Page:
Household surveys produce statistics on aspects, such as the drivers and the impact of migration, internal migration, socio-economic characteristics, emigration, migrant stocks and flows of immigrants and emigrants. Labour Force Surveys produce statistics on migrant stocks in the labour market.
We have selected the following tools and guides to understanding and analyzing survey data to produce migration-related statistics.
International Household Survey Network Guidelines
These guidelines from the International Household Survey Network are useful to anyone in the midst of survey creation or implementation, not matter what stage. Clicking through the various options leads users to documents that are a mix of case studies and instructions, such as an Excel file that lays out the budget for implementing an 'ideal' survey and census program in South Africa. Other guides offer easy-to-follow and detailed instructions for readers on putting their methods into action.
World Bank Household Surveys for the African Migration Project
This report covers how a South African survey was crafted in order to measure migration and remittances in a country where the majority of migrants are undocumented. The document goes over the procedures undertaken to prepare for the project, including how the survey team was assembled and what specific challenges needed to be met in order to ensure results. Helpful for readers will be the discussions surrounding what data was used and how it was procured, as well as how data collection and entry was carried out.
Hard to see, harder to count: Survey guidelines to estimate forced labour of adults and children
The manual offers guidelines for quantitative research on trafficking in persons, including both adults and children. Necessary definitions, descriptions of methodologies, and templates for questionnaires are all included and thus make this a helpful work for readers of varying levels of familiarity with the topic.
Child Migration in National Surveys
The paper examines how migration data in National Surveys (MiNS) is catalogued to measure to what extent and with what thoroughness child migration is calculated in existing surveys and censuses; and whether it might further research on the topic. The authors also highlight the strengths and weaknesses of current survey methodologies and variables in capturing relevant data. The report is detailed and provides a long list of references for further reading.
Mining Remittance Data: Practical Considerations on Survey Design and Administration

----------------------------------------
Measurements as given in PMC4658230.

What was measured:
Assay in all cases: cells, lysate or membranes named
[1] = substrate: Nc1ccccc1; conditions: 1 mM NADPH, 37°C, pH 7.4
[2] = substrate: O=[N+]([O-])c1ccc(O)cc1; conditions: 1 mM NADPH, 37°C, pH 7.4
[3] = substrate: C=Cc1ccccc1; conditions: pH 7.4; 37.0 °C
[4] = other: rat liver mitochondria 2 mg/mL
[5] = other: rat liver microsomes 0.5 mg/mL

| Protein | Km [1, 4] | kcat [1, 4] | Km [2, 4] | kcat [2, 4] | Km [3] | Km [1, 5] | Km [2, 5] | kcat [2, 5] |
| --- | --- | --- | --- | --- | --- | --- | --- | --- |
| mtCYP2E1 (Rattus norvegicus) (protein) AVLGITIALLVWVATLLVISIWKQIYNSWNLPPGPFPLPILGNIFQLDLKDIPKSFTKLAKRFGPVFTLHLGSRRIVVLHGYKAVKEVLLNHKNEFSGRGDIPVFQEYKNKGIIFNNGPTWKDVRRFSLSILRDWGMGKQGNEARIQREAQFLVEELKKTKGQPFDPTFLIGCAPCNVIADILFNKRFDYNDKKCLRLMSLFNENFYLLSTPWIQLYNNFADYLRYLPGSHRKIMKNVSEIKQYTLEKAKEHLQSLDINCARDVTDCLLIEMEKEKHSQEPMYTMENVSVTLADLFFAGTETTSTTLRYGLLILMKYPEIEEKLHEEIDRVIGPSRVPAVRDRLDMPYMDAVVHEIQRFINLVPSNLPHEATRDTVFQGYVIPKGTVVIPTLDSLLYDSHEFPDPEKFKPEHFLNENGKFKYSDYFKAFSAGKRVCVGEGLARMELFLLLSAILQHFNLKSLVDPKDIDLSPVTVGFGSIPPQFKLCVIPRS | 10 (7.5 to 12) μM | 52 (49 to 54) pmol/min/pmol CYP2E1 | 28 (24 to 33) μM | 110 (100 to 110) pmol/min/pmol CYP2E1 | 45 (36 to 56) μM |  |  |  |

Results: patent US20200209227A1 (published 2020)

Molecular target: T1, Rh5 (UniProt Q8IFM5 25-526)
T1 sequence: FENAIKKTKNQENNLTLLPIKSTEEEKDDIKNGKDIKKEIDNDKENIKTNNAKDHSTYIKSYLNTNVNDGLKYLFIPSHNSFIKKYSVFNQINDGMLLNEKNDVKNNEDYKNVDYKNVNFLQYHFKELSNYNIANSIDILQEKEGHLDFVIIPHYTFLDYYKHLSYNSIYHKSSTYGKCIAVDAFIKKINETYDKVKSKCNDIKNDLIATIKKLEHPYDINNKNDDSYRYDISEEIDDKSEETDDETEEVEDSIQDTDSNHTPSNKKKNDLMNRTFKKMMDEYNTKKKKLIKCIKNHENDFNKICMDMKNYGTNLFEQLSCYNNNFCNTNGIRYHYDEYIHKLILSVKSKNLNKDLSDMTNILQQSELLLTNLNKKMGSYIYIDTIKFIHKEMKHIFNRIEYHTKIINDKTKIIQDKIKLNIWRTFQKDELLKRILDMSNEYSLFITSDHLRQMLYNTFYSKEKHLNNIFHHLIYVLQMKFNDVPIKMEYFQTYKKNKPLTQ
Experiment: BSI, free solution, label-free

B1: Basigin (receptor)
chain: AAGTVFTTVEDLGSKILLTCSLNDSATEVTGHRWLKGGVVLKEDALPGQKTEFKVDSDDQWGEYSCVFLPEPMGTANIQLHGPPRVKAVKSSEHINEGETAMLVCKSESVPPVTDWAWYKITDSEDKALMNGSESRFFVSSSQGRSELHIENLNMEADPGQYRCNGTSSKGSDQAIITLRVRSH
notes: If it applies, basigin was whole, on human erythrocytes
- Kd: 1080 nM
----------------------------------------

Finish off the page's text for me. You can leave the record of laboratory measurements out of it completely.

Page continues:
This USAid briefing helps all agencies and organizations who are interested in measuring remittances through surveys, with special sections dedicated to crafting surveys based on objectives, desired design, and contexts, as well as recommendations for policy and dodging common obstacles. The briefing is a manageable length for a quick but very informative read.
Post Enumeration Surveys: Operational Guidelines
The present manual was developed to provide operational guidelines for the preparation and implementation of a post enumeration survey (PES) and its role in improving the quality of household and population data. It defines the PES and enumerates its objectives. In addition, the manual covers elements of: sample design; questionnaire design; planning and implementation of a PES; matching; field reconciliation; the Dual System of Estimation (DSE); tabulations; the evaluation of content error. The conclusion highlights the usefulness of a PES and the care that must be taken in its implementation
Migration and Remittances Household Surveys in Sub-Saharan Africa: Methodological Aspects and Main Findings
The report lets readers look at the sources, content, methodology, fieldwork practices, and data processing used to complete a World Bank household survey accessing the importance of remittances in eleven Subsaharan African countries. The topics covered by the survey include return migration, the type and amount of remittances generally sent, the motives for migration, and more. Readers might be interested in how the survey also took into account the gender and education level of migrants. Preliminary findings are also included.
Measuring remittances through surveys: Methodological and conceptual issues for survey designers and data analysts
This paper will be of interest to those interested in mining remittance data from national surveys. The authors methodically present the many aspects of remittances that researchers might wish to answer, such as how much migrants send, the recipients of the remittances, the effects of the remittances, and the kinds of remittances. Common errors and weak spots in methodology are also covered to give readers a well rounded picture.